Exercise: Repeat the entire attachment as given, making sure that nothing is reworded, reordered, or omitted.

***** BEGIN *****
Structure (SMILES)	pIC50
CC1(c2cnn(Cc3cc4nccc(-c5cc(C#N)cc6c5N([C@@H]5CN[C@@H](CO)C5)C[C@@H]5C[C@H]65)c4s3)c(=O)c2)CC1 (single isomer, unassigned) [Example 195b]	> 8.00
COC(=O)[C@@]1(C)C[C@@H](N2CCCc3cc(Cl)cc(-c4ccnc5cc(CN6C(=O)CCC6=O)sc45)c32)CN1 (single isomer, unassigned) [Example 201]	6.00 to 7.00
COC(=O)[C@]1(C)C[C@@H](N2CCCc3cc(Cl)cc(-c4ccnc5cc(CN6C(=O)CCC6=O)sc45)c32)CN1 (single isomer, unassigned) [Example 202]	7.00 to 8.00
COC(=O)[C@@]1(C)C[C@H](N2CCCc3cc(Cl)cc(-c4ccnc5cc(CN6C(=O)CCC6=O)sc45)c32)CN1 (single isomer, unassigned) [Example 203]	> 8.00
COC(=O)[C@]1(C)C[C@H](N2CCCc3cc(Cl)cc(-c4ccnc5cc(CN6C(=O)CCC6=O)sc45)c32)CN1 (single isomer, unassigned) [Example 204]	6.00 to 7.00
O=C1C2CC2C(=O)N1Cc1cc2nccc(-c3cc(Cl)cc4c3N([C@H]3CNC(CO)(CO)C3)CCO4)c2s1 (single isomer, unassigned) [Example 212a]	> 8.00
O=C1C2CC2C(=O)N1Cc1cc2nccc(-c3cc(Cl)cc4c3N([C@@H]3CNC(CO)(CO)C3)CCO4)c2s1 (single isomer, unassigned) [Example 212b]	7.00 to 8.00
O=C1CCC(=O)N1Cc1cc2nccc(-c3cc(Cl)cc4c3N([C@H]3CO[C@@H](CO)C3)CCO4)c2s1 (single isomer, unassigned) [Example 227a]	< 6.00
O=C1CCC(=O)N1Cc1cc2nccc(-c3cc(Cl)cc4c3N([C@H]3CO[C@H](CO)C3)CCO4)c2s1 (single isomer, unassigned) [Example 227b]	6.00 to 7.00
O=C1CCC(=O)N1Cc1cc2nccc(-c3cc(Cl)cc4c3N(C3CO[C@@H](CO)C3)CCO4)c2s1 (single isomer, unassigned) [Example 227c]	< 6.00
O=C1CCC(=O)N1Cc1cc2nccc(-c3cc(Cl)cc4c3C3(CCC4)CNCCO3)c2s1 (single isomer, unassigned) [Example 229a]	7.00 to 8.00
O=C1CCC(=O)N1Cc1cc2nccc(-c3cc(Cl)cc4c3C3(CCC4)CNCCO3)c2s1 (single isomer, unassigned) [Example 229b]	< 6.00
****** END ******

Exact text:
Structure (SMILES)	pIC50
CC1(c2cnn(Cc3cc4nccc(-c5cc(C#N)cc6c5N([C@@H]5CN[C@@H](CO)C5)C[C@@H]5C[C@H]65)c4s3)c(=O)c2)CC1 (single isomer, unassigned) [Example 195b]	> 8.00
COC(=O)[C@@]1(C)C[C@@H](N2CCCc3cc(Cl)cc(-c4ccnc5cc(CN6C(=O)CCC6=O)sc45)c32)CN1 (single isomer, unassigned) [Example 201]	6.00 to 7.00
COC(=O)[C@]1(C)C[C@@H](N2CCCc3cc(Cl)cc(-c4ccnc5cc(CN6C(=O)CCC6=O)sc45)c32)CN1 (single isomer, unassigned) [Example 202]	7.00 to 8.00
COC(=O)[C@@]1(C)C[C@H](N2CCCc3cc(Cl)cc(-c4ccnc5cc(CN6C(=O)CCC6=O)sc45)c32)CN1 (single isomer, unassigned) [Example 203]	> 8.00
COC(=O)[C@]1(C)C[C@H](N2CCCc3cc(Cl)cc(-c4ccnc5cc(CN6C(=O)CCC6=O)sc45)c32)CN1 (single isomer, unassigned) [Example 204]	6.00 to 7.00
O=C1C2CC2C(=O)N1Cc1cc2nccc(-c3cc(Cl)cc4c3N([C@H]3CNC(CO)(CO)C3)CCO4)c2s1 (single isomer, unassigned) [Example 212a]	> 8.00
O=C1C2CC2C(=O)N1Cc1cc2nccc(-c3cc(Cl)cc4c3N([C@@H]3CNC(CO)(CO)C3)CCO4)c2s1 (single isomer, unassigned) [Example 212b]	7.00 to 8.00
O=C1CCC(=O)N1Cc1cc2nccc(-c3cc(Cl)cc4c3N([C@H]3CO[C@@H](CO)C3)CCO4)c2s1 (single isomer, unassigned) [Example 227a]	< 6.00
O=C1CCC(=O)N1Cc1cc2nccc(-c3cc(Cl)cc4c3N([C@H]3CO[C@H](CO)C3)CCO4)c2s1 (single isomer, unassigned) [Example 227b]	6.00 to 7.00
O=C1CCC(=O)N1Cc1cc2nccc(-c3cc(Cl)cc4c3N(C3CO[C@@H](CO)C3)CCO4)c2s1 (single isomer, unassigned) [Example 227c]	< 6.00
O=C1CCC(=O)N1Cc1cc2nccc(-c3cc(Cl)cc4c3C3(CCC4)CNCCO3)c2s1 (single isomer, unassigned) [Example 229a]	7.00 to 8.00
O=C1CCC(=O)N1Cc1cc2nccc(-c3cc(Cl)cc4c3C3(CCC4)CNCCO3)c2s1 (single isomer, unassigned) [Example 229b]	< 6.00